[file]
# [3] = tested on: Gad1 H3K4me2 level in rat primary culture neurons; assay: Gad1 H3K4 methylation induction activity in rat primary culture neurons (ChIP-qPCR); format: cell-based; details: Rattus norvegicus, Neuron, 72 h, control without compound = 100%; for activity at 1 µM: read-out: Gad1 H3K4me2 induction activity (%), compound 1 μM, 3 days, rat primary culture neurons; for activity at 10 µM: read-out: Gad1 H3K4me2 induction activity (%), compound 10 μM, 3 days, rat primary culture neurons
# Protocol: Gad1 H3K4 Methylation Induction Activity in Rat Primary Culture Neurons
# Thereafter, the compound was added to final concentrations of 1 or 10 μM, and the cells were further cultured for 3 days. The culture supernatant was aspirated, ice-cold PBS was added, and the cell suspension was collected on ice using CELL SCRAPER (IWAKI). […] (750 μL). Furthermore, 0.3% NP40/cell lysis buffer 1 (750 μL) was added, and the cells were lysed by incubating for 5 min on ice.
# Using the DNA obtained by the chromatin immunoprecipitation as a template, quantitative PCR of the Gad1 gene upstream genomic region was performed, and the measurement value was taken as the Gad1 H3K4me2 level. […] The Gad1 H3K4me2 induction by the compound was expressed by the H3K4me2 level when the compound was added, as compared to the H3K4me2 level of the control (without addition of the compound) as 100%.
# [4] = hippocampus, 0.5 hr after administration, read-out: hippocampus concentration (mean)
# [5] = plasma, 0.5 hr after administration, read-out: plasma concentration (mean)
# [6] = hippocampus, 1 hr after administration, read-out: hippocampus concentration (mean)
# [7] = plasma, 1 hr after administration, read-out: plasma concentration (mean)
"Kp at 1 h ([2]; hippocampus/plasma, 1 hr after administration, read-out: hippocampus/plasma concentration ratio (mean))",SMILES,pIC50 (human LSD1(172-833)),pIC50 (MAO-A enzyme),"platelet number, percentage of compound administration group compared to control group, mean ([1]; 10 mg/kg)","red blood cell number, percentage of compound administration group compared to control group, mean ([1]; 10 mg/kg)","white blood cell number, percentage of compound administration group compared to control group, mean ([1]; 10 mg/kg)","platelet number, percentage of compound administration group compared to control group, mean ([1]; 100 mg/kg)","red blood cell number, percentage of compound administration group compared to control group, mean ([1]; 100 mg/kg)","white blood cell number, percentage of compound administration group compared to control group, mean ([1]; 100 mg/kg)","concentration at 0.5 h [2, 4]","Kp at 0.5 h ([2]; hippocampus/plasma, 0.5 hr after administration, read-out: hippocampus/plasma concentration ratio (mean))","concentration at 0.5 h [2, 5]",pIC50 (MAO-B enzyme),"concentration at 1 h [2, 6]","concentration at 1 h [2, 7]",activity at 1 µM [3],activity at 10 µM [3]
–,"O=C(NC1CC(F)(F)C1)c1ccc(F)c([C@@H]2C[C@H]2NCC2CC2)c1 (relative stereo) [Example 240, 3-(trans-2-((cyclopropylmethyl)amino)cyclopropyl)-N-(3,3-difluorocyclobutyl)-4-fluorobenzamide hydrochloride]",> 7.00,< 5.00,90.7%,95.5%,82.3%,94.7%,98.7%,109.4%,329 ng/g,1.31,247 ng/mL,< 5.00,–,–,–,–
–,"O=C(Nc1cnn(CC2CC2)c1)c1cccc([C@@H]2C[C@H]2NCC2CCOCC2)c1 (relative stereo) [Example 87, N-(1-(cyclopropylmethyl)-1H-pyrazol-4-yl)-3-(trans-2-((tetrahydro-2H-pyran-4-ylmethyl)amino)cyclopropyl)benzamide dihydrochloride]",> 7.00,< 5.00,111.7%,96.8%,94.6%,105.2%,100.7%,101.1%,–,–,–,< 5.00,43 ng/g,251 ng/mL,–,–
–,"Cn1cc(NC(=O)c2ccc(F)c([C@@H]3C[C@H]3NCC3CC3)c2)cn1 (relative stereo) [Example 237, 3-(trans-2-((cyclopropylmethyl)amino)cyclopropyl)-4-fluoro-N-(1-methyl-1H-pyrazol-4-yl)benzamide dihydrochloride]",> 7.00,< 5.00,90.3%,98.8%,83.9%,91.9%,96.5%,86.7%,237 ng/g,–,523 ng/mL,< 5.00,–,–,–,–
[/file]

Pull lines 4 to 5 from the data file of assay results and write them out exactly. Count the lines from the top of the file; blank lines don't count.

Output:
# Using the DNA obtained by the chromatin immunoprecipitation as a template, quantitative PCR of the Gad1 gene upstream genomic region was performed, and the measurement value was taken as the Gad1 H3K4me2 level. […] The Gad1 H3K4me2 induction by the compound was expressed by the H3K4me2 level when the compound was added, as compared to the H3K4me2 level of the control (without addition of the compound) as 100%.
# [4] = hippocampus, 0.5 hr after administration, read-out: hippocampus concentration (mean)